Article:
• There is a flow named SendStateAndRefFlow that allows a party to send a list of StateAndRef<T> to any peer, including the historical chain of transactions that prove their validity. You might sense that it will be useful for the seller to send information about the car being sold, and the buyer to send information about those dollar states.

What are the things that such an atomic sale flow has to resolve?

  • One party, the initiator, has to create the transaction, while the other party, the responder, verifies and signs it. Whether the initiator is the seller or the buyer, or either, has to be decided at some point. If may be useful to think of a signed offer that is open to acceptance, and acceptance that finalizes the sale.
  • The seller has to provide the car's StateAndRef<NonFungibleToken>.
  • The buyer has to verify that the provided NonFungibleToken indeed describes the desired car. Otherwise the seller could bait and switch and pass something else entirely.
  • The buyer has to provide a list of StateAndRef<FungibleToken> to cover the price in the agreed issued currency.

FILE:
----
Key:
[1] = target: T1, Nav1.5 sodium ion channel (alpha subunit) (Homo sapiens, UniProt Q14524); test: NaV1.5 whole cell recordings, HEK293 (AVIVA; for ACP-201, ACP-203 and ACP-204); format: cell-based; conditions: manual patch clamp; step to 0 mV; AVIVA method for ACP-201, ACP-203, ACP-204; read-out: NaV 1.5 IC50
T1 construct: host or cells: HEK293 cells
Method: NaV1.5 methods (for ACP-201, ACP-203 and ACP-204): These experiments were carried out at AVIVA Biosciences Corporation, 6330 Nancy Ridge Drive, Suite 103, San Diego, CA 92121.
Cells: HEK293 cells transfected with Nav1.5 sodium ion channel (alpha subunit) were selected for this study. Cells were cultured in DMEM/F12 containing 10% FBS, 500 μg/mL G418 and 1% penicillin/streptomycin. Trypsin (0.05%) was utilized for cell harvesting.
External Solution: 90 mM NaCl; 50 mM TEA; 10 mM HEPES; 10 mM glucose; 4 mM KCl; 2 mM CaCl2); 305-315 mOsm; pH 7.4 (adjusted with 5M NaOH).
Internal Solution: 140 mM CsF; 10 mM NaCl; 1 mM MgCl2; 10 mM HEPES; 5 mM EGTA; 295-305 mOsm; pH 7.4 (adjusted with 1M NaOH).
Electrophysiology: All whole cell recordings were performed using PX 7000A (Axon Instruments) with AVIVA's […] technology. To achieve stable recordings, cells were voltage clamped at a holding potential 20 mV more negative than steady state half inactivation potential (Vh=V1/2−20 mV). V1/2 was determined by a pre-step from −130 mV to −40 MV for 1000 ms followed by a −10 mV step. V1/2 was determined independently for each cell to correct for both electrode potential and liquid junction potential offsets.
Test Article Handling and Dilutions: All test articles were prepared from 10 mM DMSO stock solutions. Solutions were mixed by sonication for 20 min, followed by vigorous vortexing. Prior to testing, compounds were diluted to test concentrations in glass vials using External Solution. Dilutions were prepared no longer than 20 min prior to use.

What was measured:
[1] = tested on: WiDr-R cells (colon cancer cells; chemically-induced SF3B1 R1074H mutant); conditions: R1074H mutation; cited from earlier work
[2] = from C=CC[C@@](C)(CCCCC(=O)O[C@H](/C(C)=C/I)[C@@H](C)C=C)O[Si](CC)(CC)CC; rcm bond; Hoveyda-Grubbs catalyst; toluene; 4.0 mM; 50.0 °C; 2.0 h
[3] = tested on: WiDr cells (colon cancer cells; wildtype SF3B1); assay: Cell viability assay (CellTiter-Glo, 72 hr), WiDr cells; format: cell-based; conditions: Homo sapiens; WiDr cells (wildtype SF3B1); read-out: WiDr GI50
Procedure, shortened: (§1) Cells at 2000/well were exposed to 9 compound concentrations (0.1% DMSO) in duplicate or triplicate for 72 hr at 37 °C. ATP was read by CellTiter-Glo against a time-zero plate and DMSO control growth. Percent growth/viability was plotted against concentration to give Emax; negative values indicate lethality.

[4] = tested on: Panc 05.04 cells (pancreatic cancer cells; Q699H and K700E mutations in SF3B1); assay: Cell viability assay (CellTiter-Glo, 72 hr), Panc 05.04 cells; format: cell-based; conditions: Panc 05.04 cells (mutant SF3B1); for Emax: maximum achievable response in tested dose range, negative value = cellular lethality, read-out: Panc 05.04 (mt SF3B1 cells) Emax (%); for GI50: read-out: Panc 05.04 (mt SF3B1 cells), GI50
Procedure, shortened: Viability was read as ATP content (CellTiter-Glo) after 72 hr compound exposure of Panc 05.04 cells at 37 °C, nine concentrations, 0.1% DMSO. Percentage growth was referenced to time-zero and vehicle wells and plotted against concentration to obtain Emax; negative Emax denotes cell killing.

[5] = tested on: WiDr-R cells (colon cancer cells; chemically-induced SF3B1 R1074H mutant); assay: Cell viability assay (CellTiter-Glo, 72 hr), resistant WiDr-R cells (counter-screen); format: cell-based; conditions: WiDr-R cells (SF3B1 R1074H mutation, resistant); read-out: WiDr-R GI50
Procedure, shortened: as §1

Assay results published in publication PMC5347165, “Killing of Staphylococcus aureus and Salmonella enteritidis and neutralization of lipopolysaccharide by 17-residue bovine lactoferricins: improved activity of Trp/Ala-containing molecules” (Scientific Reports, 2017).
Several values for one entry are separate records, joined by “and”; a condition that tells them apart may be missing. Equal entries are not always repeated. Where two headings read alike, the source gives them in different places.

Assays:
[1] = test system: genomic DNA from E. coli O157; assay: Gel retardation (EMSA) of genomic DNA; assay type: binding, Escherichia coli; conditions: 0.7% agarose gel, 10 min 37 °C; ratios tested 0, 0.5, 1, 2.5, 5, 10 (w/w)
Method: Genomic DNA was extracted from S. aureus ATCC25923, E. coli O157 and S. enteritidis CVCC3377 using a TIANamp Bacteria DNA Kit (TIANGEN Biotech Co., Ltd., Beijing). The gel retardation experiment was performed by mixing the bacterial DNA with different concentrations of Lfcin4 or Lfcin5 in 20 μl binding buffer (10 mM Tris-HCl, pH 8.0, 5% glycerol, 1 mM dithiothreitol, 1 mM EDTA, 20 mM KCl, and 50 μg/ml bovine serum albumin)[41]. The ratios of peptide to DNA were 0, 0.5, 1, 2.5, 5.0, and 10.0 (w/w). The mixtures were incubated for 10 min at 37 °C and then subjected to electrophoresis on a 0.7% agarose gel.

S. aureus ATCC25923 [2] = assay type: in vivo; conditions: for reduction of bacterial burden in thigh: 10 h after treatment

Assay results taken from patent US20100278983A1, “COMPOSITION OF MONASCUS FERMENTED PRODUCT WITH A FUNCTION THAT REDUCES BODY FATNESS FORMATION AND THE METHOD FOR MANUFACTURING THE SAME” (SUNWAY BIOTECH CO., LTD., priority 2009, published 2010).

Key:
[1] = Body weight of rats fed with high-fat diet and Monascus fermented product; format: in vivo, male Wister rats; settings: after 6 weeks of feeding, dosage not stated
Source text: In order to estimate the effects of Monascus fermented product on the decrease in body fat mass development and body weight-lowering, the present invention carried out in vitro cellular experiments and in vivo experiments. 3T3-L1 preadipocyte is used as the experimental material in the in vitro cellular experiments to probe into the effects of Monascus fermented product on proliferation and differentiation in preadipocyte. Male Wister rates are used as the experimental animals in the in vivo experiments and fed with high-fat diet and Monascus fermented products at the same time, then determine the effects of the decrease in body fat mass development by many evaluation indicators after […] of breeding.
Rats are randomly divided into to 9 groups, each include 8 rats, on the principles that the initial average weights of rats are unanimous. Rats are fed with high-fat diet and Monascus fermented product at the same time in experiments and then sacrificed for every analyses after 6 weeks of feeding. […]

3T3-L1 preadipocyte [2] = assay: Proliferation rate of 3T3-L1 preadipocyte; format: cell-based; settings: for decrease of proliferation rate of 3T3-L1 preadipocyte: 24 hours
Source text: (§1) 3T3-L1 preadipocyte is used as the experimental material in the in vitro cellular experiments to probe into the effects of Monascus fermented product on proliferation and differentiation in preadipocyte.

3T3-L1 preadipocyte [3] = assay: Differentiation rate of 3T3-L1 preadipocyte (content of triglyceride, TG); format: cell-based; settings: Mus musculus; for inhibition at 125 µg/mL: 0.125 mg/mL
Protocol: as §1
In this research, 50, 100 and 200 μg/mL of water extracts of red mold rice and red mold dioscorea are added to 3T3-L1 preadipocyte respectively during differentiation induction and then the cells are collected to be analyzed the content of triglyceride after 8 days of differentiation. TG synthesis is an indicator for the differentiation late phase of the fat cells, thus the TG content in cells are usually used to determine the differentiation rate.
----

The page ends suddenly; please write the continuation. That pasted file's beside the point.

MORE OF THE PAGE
• The seller has to verify that the provided FungibleTokens are of the right type and amount to cover the price. Because trust but verify...
  • The responder has to verify that the transaction that it is asked to sign is indeed the transaction that is expected with the states that were mentioned earlier. Otherwise the initiator could bait and switch too, by asking for states information and asking to sign a different transaction.

This is information enough for you to try your hand at creating an atomic sale. Go!

In the next chapter, you will discover an example solution of an atomic sale.

A word on data vending

This is a fancy word for the act of exchanging data between peers. Why not just say .send and .receive? Sure, for regular types, send and receive is enough. So we use data vending to describe a complex send where more data has to be fetched.

You have seen an example in the non-atomic sale above. You used SendTransactionFlow, which sends the whole chain of transactions that led to the one you want to send. Or rather it sends those that the recipient does not have yet. Same with SendStateAndRef, for a list of StateAndRefs. Don't hesitate to use them.

support icon

Get 3 months access to the authors and experts who created this training.

  • Expert instructors will review your code and help you to refine it.
  • One-on-one support and mentoring from expert instructors.
  • Collaboration with fellow students in a dedicated Training Slack channel.
Discuss on Slack
Rate this Page
Would you like to add a message?
Submit
Thank you for your Feedback!